What I am wanting to do may be
So here goes the first of a couple of posts regarding last year's garden and the harvests from same.
Let's start with the onions. I don't have much trouble growing onions and last year, as usual, gave me a good crop of both yellow and red. I have them in an area of the basement that has been staying between 45° and 50° this winter. Forty-five might be on the low side for optimal storage for onions, but so far, so good. I find perhaps one soft onion in each bag. I still have four of these containers full of onions.
Rhonda over at Glory Farm sent me some wonderful garlic in the fall of 2012 which I planted. Those cloves developed into some of the biggest bulbs I've ever seen. I probably wasn't too smart in that I used every last one of them and didn't save any for planting. Yep, not the brightest move.
Down in the root cellar (where the lighting leaves a bit to the desired so the following pictures are kind of hit and miss), the remaining cabbages aren't very pretty. But on the other hand, this is the longest we've been able to keep heads of cabbage and have them usable. If I peel off a couple of outer leaves, they're still sound and flavorful. These few are all we have left. I wish I had planted more, especially the red. They never seem as bothered as the green ones by insects in the garden, and I really like having a purple vegetable on our plates. (How often do you see that?)
We have carrots in this over-sized pail covered with a damp towel and they look great.
Also some in plastic bags with holes poked in the bags for a little ventilation. I think the ones in the pail are keeping much better. I purposely didn't plant as many carrots this year as I usually do. The total harvest came in at 21-1/2 pounds and I think we're going to make it well into spring with the ones we still have left.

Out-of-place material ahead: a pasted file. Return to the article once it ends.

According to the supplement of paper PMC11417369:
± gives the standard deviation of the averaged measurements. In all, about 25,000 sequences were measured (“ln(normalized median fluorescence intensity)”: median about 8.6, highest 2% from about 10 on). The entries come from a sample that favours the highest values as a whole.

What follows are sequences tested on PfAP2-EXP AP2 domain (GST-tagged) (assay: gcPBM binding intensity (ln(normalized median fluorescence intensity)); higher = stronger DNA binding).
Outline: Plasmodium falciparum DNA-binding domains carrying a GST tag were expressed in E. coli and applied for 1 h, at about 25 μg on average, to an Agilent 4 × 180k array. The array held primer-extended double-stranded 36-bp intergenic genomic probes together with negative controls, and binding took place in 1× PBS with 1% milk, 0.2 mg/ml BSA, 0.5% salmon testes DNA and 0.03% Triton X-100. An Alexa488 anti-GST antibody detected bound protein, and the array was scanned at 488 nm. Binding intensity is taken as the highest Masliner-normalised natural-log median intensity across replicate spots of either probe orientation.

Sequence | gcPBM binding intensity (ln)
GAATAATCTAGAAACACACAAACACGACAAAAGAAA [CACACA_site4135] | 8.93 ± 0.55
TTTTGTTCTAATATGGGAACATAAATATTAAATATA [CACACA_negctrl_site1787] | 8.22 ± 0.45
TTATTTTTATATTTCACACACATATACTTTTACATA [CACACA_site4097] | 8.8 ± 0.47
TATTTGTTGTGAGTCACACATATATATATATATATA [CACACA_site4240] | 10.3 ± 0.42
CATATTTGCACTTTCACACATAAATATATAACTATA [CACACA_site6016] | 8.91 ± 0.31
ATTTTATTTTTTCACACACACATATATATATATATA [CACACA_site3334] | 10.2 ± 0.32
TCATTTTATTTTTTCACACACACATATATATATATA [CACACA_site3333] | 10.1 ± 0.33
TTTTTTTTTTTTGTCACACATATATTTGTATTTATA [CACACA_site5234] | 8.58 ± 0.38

The beets are in a couple of 5-gallon pails each covered with a damp towel. I never got around to processing a bunch for the freezer, but I still might do that because when wanting to serve beets as a veggie, they sure are a lot more convenient right from the freezer. I didn't use any beets to make pickled beets either because the last time I did, I got way carried away (what was I thinking?) and we still have enough for 10-12 years. Or more. The beets are keeping exceptionally well. In sorting through them, we found only a few small ones that were beginning to feel a little soft. Those went to the chickens.
The remainder of the turnips in the root cellar are not doing well. These few are all we have there, but I do have a bagful in the spare refrigerator . . . which aren't faring any better. Don't know if I'll even plant turnips next year. Well, maybe just a short row for eating fresh. I do like them for crunch in summer salads or on a tray with dip. If I do plant some, I must remember that the green tops grow huge and over-power anything within 5 feet of them. (Not quite, but almost.) Also, I know they are best harvested and eaten at 2-3" in diameter, and I let most of them get too big this past year.
Our potato harvest was fantastic last season, and we couldn't ask for more flavorful potatoes. Solid, hard and crisp. They're in the root cellar, some in 5-gallon pails covered with a damp towel, some in a big cardboard box covered with a damp towel and some in burlap bags. So far, they all still look really good.
This covers vegetables in the basement and root cellar so I'll end here for this post.